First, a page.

Novell Inc. on Monday joined the Liberty Alliance Project single sign-on effort, adding yet another marquee name to what is shaping up to be a partisan fight over the future of identity management on the Web.
The Provo, Utah, company will bring its considerable experience in identity management to the alliance, which is designed to develop a Web-based service to manage user information across multiple sites and platforms.
The move is not a surprising one given Novells long history in this market and its equally longstanding rivalry with Microsoft Corp. The Redmond, Wash., software maker has a competing service known as Passport, which manages identity data on dozens of Microsoft services and partner sites.
Liberty Alliance members include some of the largest companies in the high-tech industry, most notably Sun Microsystems Inc. and AOL Time Warner Inc., as well as a wide variety of players from other industries, such as General Motors Corp. and American Express.
Although Liberty Alliance members are careful not to portray the project as an anti-Microsoft consortium and say publicly that theyd like to see Microsoft join them, Sun and AOL are perhaps two of Microsofts most vocal critics, and the companies have clashed often on a variety of subjects.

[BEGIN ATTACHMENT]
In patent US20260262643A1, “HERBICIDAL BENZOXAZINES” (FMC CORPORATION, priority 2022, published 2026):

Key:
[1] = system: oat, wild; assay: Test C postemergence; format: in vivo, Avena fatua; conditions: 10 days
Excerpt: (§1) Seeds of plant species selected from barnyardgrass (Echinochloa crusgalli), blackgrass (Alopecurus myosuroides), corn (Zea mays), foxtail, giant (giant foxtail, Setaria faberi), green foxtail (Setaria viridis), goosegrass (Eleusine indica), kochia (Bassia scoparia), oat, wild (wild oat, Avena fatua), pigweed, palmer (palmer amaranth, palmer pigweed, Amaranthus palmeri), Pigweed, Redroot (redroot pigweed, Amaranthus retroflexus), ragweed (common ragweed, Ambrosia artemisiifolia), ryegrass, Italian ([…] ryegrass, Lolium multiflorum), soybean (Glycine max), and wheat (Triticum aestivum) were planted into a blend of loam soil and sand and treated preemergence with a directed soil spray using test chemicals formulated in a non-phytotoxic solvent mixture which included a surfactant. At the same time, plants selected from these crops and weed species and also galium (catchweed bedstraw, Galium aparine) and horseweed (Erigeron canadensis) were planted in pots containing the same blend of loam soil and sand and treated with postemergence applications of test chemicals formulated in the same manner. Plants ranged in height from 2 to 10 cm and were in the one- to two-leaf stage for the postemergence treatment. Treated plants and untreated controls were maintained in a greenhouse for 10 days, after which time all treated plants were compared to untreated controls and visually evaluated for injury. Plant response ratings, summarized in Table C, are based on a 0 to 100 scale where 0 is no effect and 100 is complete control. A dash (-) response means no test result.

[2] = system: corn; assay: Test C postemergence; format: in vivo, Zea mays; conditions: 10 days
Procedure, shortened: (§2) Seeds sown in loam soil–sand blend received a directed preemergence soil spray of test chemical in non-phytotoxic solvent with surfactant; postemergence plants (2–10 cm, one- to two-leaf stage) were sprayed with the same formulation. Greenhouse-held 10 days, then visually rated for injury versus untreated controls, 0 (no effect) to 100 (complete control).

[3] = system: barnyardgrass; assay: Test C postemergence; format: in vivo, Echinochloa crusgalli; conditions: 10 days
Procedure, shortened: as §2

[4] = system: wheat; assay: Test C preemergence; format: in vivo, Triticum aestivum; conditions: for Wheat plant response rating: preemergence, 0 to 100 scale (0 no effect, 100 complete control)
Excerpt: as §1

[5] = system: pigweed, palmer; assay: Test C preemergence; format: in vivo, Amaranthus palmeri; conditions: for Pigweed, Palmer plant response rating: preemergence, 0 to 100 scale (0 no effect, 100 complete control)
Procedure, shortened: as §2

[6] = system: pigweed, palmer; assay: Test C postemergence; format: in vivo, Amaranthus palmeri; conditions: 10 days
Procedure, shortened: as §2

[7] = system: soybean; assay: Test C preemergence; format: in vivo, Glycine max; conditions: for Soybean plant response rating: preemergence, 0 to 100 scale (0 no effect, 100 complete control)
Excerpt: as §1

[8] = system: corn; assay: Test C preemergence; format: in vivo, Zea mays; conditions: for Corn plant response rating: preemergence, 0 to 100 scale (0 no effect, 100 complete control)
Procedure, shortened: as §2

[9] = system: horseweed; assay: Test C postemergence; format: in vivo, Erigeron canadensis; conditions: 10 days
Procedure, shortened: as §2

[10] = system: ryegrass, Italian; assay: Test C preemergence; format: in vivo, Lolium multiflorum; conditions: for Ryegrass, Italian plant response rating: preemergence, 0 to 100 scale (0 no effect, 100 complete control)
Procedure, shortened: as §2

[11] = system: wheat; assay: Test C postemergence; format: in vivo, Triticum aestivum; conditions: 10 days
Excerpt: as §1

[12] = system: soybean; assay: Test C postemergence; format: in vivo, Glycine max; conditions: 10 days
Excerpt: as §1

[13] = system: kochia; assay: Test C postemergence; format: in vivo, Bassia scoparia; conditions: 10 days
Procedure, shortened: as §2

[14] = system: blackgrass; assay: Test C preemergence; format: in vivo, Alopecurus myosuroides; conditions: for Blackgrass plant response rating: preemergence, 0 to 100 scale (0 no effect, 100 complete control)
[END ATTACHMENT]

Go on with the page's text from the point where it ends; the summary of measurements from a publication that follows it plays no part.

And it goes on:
Most recently, AOL filed a lawsuit against Microsoft on behalf of its Netscape division charging that Microsoft did irreparable harm to Netscapes business during the "browser wars" of the mid- and late 1990s.
Novell will lend its long experience in the identity management market to the Liberty Alliance, which is still in the process of laying out a road map for its project. Novell officials say its important that the alliances technology use open industry standards as its foundation.
"The industry must develop and promote open standards that permit the effective use of personal and business data in a way that ensures the privacy and security of that information. Such a standard must be invulnerable to unauthorized use and safe from even unintended misappropriation, and clearly must not be under the control of any single institution or business entity," said Carl Ledbetter, chief technology officer of Novell.